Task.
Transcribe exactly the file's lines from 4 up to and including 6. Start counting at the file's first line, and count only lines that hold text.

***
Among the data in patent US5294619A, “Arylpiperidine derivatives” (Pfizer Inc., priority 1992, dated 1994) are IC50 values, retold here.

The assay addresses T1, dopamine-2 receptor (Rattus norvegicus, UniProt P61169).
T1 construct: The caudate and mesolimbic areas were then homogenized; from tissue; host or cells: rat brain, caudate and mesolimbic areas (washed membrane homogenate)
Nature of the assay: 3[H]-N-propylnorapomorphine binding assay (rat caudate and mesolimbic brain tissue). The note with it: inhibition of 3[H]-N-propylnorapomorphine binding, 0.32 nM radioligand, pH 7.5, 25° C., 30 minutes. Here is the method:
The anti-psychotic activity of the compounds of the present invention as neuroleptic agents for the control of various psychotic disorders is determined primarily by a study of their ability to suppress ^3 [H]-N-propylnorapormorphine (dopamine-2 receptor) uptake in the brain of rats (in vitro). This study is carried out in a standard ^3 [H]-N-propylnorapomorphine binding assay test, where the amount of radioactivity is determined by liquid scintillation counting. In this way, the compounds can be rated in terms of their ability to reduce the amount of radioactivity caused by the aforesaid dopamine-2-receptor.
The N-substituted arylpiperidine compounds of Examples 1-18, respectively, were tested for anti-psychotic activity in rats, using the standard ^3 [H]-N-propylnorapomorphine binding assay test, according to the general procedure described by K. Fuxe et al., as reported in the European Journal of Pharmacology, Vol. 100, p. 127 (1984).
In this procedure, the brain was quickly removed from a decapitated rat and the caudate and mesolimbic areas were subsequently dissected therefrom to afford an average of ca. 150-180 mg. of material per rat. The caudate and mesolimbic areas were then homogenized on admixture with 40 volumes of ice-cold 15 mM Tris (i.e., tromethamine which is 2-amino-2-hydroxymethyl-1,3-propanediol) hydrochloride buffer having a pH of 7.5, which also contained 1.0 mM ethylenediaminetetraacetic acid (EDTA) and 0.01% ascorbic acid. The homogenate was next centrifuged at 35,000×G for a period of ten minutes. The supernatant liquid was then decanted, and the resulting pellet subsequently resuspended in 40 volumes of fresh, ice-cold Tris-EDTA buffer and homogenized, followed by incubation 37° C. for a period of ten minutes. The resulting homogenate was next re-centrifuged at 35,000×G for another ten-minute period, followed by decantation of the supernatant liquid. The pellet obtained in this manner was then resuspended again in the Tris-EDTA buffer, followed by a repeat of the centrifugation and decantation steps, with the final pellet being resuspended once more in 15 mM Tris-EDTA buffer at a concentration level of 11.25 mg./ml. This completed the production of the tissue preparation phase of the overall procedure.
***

Nature of the assay: 3[H]-N-propylnorapomorphine binding assay (rat caudate and mesolimbic brain tissue). The note with it: inhibition of 3[H]-N-propylnorapomorphine binding, 0.32 nM radioligand, pH 7.5, 25° C., 30 minutes. Here is the method:
The anti-psychotic activity of the compounds of the present invention as neuroleptic agents for the control of various psychotic disorders is determined primarily by a study of their ability to suppress ^3 [H]-N-propylnorapormorphine (dopamine-2 receptor) uptake in the brain of rats (in vitro). This study is carried out in a standard ^3 [H]-N-propylnorapomorphine binding assay test, where the amount of radioactivity is determined by liquid scintillation counting. In this way, the compounds can be rated in terms of their ability to reduce the amount of radioactivity caused by the aforesaid dopamine-2-receptor.
The N-substituted arylpiperidine compounds of Examples 1-18, respectively, were tested for anti-psychotic activity in rats, using the standard ^3 [H]-N-propylnorapomorphine binding assay test, according to the general procedure described by K. Fuxe et al., as reported in the European Journal of Pharmacology, Vol. 100, p. 127 (1984).